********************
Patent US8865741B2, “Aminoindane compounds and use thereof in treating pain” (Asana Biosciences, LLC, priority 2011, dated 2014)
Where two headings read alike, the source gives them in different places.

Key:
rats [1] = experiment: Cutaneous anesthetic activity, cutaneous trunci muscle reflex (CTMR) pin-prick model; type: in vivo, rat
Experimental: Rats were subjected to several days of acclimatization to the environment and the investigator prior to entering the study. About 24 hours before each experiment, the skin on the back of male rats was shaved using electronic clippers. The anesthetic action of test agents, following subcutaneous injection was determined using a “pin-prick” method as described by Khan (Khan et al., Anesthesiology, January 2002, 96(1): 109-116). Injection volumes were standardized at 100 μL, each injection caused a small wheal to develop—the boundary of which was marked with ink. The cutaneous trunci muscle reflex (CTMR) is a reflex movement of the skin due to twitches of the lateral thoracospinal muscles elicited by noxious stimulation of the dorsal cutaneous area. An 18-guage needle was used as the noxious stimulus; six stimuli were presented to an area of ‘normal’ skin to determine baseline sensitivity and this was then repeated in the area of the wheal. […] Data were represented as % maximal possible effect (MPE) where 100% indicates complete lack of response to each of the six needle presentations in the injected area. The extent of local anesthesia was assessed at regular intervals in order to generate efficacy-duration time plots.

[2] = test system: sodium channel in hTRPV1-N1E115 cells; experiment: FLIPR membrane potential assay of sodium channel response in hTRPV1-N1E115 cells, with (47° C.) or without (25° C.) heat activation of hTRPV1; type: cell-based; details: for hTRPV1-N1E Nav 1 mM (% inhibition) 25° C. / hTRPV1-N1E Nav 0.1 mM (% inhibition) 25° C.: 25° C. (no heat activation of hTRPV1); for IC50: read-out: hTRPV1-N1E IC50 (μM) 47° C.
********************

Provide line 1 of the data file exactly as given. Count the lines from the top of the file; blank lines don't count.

Patent US8865741B2, “Aminoindane compounds and use thereof in treating pain” (Asana Biosciences, LLC, priority 2011, dated 2014)